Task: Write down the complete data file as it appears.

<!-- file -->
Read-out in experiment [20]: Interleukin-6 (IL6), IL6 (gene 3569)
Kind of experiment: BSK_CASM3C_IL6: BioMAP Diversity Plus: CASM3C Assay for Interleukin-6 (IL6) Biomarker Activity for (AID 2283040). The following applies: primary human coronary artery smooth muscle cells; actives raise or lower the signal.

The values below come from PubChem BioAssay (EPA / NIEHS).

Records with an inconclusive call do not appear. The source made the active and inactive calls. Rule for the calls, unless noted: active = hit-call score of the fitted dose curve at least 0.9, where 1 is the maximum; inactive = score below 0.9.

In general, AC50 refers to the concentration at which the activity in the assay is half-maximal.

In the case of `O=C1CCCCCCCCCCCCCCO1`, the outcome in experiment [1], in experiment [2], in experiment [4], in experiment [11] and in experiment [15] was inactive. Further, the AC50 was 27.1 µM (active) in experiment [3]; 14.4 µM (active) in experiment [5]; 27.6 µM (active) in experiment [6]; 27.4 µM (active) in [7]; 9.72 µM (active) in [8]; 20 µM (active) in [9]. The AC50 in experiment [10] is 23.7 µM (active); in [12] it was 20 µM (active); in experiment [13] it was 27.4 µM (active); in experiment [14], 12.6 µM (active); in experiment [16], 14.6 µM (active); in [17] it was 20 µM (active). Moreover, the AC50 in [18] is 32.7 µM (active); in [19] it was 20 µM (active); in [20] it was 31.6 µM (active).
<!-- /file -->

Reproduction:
Read-out in experiment [20]: Interleukin-6 (IL6), IL6 (gene 3569)
Kind of experiment: BSK_CASM3C_IL6: BioMAP Diversity Plus: CASM3C Assay for Interleukin-6 (IL6) Biomarker Activity for (AID 2283040). The following applies: primary human coronary artery smooth muscle cells; actives raise or lower the signal.

The values below come from PubChem BioAssay (EPA / NIEHS).

Records with an inconclusive call do not appear. The source made the active and inactive calls. Rule for the calls, unless noted: active = hit-call score of the fitted dose curve at least 0.9, where 1 is the maximum; inactive = score below 0.9.

In general, AC50 refers to the concentration at which the activity in the assay is half-maximal.

In the case of `O=C1CCCCCCCCCCCCCCO1`, the outcome in experiment [1], in experiment [2], in experiment [4], in experiment [11] and in experiment [15] was inactive. Further, the AC50 was 27.1 µM (active) in experiment [3]; 14.4 µM (active) in experiment [5]; 27.6 µM (active) in experiment [6]; 27.4 µM (active) in [7]; 9.72 µM (active) in [8]; 20 µM (active) in [9]. The AC50 in experiment [10] is 23.7 µM (active); in [12] it was 20 µM (active); in experiment [13] it was 27.4 µM (active); in experiment [14], 12.6 µM (active); in experiment [16], 14.6 µM (active); in [17] it was 20 µM (active). Moreover, the AC50 in [18] is 32.7 µM (active); in [19] it was 20 µM (active); in [20] it was 31.6 µM (active).